The word Deepavali means a row of lights – an apt name for a festival that is celebrated all over India in many ways, but all of them involving a lot of light.

In Tamilnadu, the lighting of clay lamps symbolises the victory of good over evil. The story of Lord Krishna destroying the demon Narakasura is told over and over again. It is said that Narakasura made the request to the Lord that the day of his death be celebrated with new clothes, sweets and lights.

In the old days, hot water for a bath was heated in a copper heater with coals. All the vessels used for a bath would be washed and polished the day before, and decorated with chunambu, kumkumam and manjal. On the day of the festival, all members of the family would wake even a little before dawn, and light one round of crackers (the well-loved oosi pattasu, which is no longer available)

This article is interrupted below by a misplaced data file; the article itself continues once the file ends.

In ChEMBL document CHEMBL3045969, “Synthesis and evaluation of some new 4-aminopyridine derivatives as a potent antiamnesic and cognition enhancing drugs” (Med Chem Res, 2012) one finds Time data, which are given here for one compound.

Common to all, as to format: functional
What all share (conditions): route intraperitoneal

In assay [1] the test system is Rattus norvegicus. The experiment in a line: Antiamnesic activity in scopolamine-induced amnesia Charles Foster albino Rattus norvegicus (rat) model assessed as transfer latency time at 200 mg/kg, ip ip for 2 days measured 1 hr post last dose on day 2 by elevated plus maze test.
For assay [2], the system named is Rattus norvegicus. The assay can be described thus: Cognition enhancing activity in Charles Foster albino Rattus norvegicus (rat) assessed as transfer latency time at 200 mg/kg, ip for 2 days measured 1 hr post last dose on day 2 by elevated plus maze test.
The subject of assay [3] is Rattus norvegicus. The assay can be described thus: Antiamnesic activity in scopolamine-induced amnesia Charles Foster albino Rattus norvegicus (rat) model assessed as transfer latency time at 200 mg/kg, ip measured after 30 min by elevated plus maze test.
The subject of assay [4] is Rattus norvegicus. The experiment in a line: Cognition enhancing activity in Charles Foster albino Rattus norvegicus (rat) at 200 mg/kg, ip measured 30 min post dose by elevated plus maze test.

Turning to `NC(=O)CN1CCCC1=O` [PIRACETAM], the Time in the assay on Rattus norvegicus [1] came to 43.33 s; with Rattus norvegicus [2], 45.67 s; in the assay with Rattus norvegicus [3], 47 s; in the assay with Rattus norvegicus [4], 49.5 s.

They would then be made to sit on decorated manais (wooden seats) and an elder lady of the house would apply oil on their heads, bless them and give them their new clothes. After the ceremonial bath, everyone would wear their new clothes and rush out to light crackers and other fireworks.

Back at home, the legiyam ritual would follow – a digestive concoction made at home, which would ostensibly help in digesting all the sweets that would follow. Visiting elders, and entertaining visitors, exchange of sweets would complete the holiday spirit.

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Last scanned on:
2013-05-07 03:45:31